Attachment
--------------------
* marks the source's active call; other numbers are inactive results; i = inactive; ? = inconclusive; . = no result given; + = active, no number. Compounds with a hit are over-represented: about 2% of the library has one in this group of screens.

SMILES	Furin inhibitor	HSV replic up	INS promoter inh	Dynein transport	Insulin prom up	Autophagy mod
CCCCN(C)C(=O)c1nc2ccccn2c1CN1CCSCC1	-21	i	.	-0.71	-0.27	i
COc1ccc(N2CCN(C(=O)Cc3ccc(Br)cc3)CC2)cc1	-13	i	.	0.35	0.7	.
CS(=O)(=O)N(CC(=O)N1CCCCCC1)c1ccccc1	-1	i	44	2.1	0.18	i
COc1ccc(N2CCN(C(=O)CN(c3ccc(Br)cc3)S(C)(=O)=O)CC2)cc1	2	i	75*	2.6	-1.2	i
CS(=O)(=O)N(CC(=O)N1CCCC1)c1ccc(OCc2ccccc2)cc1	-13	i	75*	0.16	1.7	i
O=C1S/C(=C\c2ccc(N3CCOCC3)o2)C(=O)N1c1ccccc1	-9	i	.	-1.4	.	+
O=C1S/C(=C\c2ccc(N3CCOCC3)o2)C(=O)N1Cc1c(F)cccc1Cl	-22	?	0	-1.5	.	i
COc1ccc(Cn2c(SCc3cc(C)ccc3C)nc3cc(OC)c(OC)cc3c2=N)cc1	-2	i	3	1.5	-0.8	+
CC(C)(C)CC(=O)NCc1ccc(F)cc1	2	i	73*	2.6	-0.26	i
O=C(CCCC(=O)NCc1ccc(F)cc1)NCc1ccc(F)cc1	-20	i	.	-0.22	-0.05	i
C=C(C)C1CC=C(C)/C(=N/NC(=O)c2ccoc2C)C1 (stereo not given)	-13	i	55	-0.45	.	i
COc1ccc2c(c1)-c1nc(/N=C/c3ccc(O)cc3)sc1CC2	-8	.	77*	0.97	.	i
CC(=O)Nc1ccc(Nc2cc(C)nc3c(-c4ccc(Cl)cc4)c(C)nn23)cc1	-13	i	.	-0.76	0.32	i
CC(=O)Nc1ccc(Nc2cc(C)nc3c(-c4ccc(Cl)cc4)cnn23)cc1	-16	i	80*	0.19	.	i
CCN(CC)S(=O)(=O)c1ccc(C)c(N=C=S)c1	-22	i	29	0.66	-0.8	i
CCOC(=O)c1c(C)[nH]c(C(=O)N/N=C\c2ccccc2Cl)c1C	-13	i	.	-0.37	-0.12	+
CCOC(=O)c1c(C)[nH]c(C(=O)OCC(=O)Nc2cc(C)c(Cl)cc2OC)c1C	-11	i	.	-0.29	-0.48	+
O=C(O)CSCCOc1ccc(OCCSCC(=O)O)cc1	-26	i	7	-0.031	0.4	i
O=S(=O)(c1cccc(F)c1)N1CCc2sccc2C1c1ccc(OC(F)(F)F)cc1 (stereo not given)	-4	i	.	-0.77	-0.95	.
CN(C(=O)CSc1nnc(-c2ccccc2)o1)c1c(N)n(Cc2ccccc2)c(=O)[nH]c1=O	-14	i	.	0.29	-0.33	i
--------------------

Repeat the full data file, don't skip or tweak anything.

* marks the source's active call; other numbers are inactive results; i = inactive; ? = inconclusive; . = no result given; + = active, no number. Compounds with a hit are over-represented: about 2% of the library has one in this group of screens.

SMILES	Furin inhibitor	HSV replic up	INS promoter inh	Dynein transport	Insulin prom up	Autophagy mod
CCCCN(C)C(=O)c1nc2ccccn2c1CN1CCSCC1	-21	i	.	-0.71	-0.27	i
COc1ccc(N2CCN(C(=O)Cc3ccc(Br)cc3)CC2)cc1	-13	i	.	0.35	0.7	.
CS(=O)(=O)N(CC(=O)N1CCCCCC1)c1ccccc1	-1	i	44	2.1	0.18	i
COc1ccc(N2CCN(C(=O)CN(c3ccc(Br)cc3)S(C)(=O)=O)CC2)cc1	2	i	75*	2.6	-1.2	i
CS(=O)(=O)N(CC(=O)N1CCCC1)c1ccc(OCc2ccccc2)cc1	-13	i	75*	0.16	1.7	i
O=C1S/C(=C\c2ccc(N3CCOCC3)o2)C(=O)N1c1ccccc1	-9	i	.	-1.4	.	+
O=C1S/C(=C\c2ccc(N3CCOCC3)o2)C(=O)N1Cc1c(F)cccc1Cl	-22	?	0	-1.5	.	i
COc1ccc(Cn2c(SCc3cc(C)ccc3C)nc3cc(OC)c(OC)cc3c2=N)cc1	-2	i	3	1.5	-0.8	+
CC(C)(C)CC(=O)NCc1ccc(F)cc1	2	i	73*	2.6	-0.26	i
O=C(CCCC(=O)NCc1ccc(F)cc1)NCc1ccc(F)cc1	-20	i	.	-0.22	-0.05	i
C=C(C)C1CC=C(C)/C(=N/NC(=O)c2ccoc2C)C1 (stereo not given)	-13	i	55	-0.45	.	i
COc1ccc2c(c1)-c1nc(/N=C/c3ccc(O)cc3)sc1CC2	-8	.	77*	0.97	.	i
CC(=O)Nc1ccc(Nc2cc(C)nc3c(-c4ccc(Cl)cc4)c(C)nn23)cc1	-13	i	.	-0.76	0.32	i
CC(=O)Nc1ccc(Nc2cc(C)nc3c(-c4ccc(Cl)cc4)cnn23)cc1	-16	i	80*	0.19	.	i
CCN(CC)S(=O)(=O)c1ccc(C)c(N=C=S)c1	-22	i	29	0.66	-0.8	i
CCOC(=O)c1c(C)[nH]c(C(=O)N/N=C\c2ccccc2Cl)c1C	-13	i	.	-0.37	-0.12	+
CCOC(=O)c1c(C)[nH]c(C(=O)OCC(=O)Nc2cc(C)c(Cl)cc2OC)c1C	-11	i	.	-0.29	-0.48	+
O=C(O)CSCCOc1ccc(OCCSCC(=O)O)cc1	-26	i	7	-0.031	0.4	i
O=S(=O)(c1cccc(F)c1)N1CCc2sccc2C1c1ccc(OC(F)(F)F)cc1 (stereo not given)	-4	i	.	-0.77	-0.95	.
CN(C(=O)CSc1nnc(-c2ccccc2)o1)c1c(N)n(Cc2ccccc2)c(=O)[nH]c1=O	-14	i	.	0.29	-0.33	i